Straight copy/paste from the YJ manual, here are brake bleeding instructions:

    Quote Originally Posted by YJ Repair Manual
    Bleeding Brake System
    Jeep Wrangler/YJ 1987-1995 Repair Guide

    Vehicles equipped with an Anti-lock Brake System (ABS) require a special bleeding procedure. Please refer to ABS Bleeding, later in this section. [/I]
    The hydraulic brake system must be bled whenever a fluid line has been disconnected because air gets into the system. A leak in the system may sometimes be indicated by a spongy brake pedal. Air trapped in the system is compressible and does not permit the pressure applied to the brake pedal to be transmitted solidly through the brakes. The system must be absolutely free from air at all times. If the master cylinder has been overhauled or a new cylinder has been installed, bleed the cylinder on a bench before installation. When bleeding brakes, bleed at the wheel most distant from the master cylinder first, the next most distant second, and so on. During the bleeding operation the master cylinder must be kept at least 3/4 full of brake fluid.

    Bleed the brake system in the following sequence:

    Master cylinder

    Right rear wheel

    Left rear wheel

    Right front wheel

    Left front wheel

    To bleed the brakes, first carefully clean all dirt from around the master cylinder filler cap. Remove the filler cap and fill the master cylinder with DOT 3 brake fluid to the lower edge of the filler neck.

    Bleed the master cylinder first. Have a helper operate the brake pedal while bleeding each master cylinder fluid outlet line. Do not allow the master cylinder to to run out of fluid,as this will allow additional air to be drawn into the cylinder.

    Clean off the bleeder connections at all four wheel cylinders. Attach the bleeder hose to the right rear wheel cylinder bleeder screw and place the end of the tube in a glass jar, submerged in brake fluid. Open the bleeder valve 1/2-3/4 of a turn. Have an assistant depress the brake pedal slowly and allow it to return. Continue this pumping action to force any air out of the system. When bubbles cease to appear at the end of the bleeder hose, close the bleeder valve and remove the hose.

    Check the level of fluid in the master cylinder reservoir and replenish as necessary.

    After the bleeding operation at each wheel cylinder has been completed, fill the master cylinder reservoir and replace the filler plug.

    Do not reuse the fluid which has been removed from the lines through the bleeding process because it contains air bubbles and dirt..
    1985 CJ-8 Laredo
    Becoming a little less stock (4.0 HO head, MPI, D44 rear, stereo)

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    Quote Originally Posted by CJ-8_Jim

    HOWEVER, on 80's CJs the combination valves, the metering pin should be DEPRESSED... not pulled when bleeding.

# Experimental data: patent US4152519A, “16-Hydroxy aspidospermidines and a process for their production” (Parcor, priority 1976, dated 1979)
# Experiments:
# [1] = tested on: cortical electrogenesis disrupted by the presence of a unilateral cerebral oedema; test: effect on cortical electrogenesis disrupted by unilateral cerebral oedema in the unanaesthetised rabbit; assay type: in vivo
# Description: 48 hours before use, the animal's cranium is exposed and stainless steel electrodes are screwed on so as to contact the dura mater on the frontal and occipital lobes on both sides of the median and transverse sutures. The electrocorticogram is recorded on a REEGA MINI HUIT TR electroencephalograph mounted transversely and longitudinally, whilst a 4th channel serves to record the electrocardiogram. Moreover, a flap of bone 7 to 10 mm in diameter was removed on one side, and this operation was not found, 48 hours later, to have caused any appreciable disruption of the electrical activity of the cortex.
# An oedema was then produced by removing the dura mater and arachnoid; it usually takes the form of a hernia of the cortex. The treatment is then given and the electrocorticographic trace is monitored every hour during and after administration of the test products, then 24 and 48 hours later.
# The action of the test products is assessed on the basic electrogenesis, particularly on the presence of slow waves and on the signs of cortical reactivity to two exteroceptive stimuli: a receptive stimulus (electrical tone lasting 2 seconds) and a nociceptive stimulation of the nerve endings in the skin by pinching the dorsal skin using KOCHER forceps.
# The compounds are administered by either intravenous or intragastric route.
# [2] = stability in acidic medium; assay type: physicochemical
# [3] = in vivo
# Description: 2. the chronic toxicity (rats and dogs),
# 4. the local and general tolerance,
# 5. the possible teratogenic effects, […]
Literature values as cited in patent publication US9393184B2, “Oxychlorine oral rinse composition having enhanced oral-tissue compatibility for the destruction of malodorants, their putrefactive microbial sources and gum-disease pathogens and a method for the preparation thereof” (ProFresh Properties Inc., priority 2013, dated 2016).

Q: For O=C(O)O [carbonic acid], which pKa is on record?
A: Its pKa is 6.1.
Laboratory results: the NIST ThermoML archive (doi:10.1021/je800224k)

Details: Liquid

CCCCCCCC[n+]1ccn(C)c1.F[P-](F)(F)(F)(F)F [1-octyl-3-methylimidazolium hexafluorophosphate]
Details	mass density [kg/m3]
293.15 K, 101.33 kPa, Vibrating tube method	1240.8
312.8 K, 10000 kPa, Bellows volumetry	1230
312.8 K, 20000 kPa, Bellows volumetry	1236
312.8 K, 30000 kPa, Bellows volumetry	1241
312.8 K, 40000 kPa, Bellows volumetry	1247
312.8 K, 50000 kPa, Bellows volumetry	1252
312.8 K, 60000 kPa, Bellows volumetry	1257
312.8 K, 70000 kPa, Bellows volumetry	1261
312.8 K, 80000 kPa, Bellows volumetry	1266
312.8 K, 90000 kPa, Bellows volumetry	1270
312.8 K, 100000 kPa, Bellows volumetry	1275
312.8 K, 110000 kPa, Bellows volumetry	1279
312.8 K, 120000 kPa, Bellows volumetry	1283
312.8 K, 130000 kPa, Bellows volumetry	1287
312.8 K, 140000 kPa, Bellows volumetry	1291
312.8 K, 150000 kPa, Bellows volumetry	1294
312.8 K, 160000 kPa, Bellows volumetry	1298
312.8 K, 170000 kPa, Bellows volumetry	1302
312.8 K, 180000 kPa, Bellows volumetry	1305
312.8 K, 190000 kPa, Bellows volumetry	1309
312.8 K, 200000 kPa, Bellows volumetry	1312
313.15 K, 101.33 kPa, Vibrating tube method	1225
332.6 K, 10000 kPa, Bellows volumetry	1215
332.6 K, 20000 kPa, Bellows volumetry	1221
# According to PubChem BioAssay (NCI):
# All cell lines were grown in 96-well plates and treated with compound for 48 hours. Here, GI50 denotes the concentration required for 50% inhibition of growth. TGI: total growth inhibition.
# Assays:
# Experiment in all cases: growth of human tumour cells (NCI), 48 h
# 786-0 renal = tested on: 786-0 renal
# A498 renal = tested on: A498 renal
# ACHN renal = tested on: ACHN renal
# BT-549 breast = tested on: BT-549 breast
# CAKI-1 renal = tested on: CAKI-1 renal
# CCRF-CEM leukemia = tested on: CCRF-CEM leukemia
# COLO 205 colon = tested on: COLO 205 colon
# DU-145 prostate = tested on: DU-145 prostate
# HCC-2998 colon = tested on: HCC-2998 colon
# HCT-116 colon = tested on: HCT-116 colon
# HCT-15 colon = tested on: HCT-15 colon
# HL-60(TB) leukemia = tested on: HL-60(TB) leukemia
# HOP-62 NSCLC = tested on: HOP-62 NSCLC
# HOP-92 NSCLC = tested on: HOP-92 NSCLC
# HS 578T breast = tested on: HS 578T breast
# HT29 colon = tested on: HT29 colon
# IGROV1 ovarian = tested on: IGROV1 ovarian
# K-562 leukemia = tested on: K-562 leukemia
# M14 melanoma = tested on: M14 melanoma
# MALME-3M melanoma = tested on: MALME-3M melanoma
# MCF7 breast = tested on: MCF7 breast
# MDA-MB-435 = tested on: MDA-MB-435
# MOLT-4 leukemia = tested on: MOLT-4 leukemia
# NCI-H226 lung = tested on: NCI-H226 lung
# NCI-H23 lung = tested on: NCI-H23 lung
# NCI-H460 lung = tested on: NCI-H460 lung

That is not always true. There were two p-valves used on the jeeps. One is rounded edges and the other is square edged. If I remember correctly, the square is pulled, the rounded is pushed.

  11. #11
    muchacho largo longboy's Avatar
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    Is this metering pin to be pushed/pulled whenever bleeding any brake line? Or just when doing the fronts, or just the rears...or?

    The reason I ask, is I just swapped in a different front end and bled the brakes. No bubbles...but it's a tad mushy on the first push. Pump 'em a 2nd time and they're fine. I'm thinking that the combo valve button thingy is my problem, as I didn't do squat with that.

    I'll have a looky at my FSM when I get a chance and see what's up. Thanks for the info on this-
    2006 WK 5.7 Hemi

  12. #12
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    Quote Originally Posted by Snowtow
    This is easy without the speed bleeders. Run a hose from the bleeder screw and down into a jar/bottle of brake fluid. The end of the hose must remain submerged. Pump the brakes until you see no more air bubbles coming out of the hose.

    With the end of the hose submerged air can not be introduced back into the system as you release the pedal.
    Works okay as long as you've got someone to assist you, otherwise it's kind of a bitch for one person to simultaneously pump the brake pedal and observe the hose on the right rear brake.

    I've long preferred to use a MityVac hand vacuum pump to bleed hydraulic brake and clutch systems.
    1982 Jeep CJ-8 Scrambler.

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    Quote Originally Posted by CJ5_Fan
    That is not always true. There were two p-valves used on the jeeps. One is rounded edges and the other is square edged. If I remember correctly, the square is pulled, the rounded is pushed.
    If the COMBINATION valve looks like this (80s CJs), then you want to push the metering pin on the end.
    The FSM is quite clear and the tool only allows for it to be pushed.

    NOTE: Chiltons & Haynes manuals are incorrect when they advise to pull the metering pin.

    Pretty important to get this correct since only half your brake system will work otherwise.
    Attached Images Attached Images
    1985 CJ-8 Laredo